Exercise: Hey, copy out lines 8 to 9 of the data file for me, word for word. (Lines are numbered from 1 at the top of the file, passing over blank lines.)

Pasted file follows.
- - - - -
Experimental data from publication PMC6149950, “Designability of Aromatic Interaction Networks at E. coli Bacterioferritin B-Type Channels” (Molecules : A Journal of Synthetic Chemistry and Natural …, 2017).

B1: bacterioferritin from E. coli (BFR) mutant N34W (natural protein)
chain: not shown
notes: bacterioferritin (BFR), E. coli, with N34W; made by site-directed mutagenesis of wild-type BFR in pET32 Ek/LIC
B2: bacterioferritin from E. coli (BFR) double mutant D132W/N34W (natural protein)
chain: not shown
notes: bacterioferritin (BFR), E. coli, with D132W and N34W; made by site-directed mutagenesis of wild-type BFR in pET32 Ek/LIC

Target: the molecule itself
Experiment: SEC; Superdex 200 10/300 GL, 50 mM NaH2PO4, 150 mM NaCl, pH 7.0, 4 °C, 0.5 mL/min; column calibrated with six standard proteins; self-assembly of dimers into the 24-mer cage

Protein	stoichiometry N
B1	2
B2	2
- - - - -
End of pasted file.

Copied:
Target: the molecule itself
Experiment: SEC; Superdex 200 10/300 GL, 50 mM NaH2PO4, 150 mM NaCl, pH 7.0, 4 °C, 0.5 mL/min; column calibrated with six standard proteins; self-assembly of dimers into the 24-mer cage